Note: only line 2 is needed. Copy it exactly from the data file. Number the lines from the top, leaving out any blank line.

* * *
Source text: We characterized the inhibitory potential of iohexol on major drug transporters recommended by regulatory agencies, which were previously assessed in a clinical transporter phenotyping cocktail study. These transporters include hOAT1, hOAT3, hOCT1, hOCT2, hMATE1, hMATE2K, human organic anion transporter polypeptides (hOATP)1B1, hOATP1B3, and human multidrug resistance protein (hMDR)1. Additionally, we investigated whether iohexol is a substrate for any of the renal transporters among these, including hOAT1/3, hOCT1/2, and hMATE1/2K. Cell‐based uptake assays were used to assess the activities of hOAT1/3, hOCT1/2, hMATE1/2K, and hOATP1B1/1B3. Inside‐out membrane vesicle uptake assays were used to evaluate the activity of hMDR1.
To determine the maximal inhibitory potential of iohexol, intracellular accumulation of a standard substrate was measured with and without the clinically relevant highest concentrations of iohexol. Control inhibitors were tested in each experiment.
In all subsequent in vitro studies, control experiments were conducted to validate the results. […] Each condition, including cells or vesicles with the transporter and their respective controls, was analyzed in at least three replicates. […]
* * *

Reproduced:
To determine the maximal inhibitory potential of iohexol, intracellular accumulation of a standard substrate was measured with and without the clinically relevant highest concentrations of iohexol. Control inhibitors were tested in each experiment.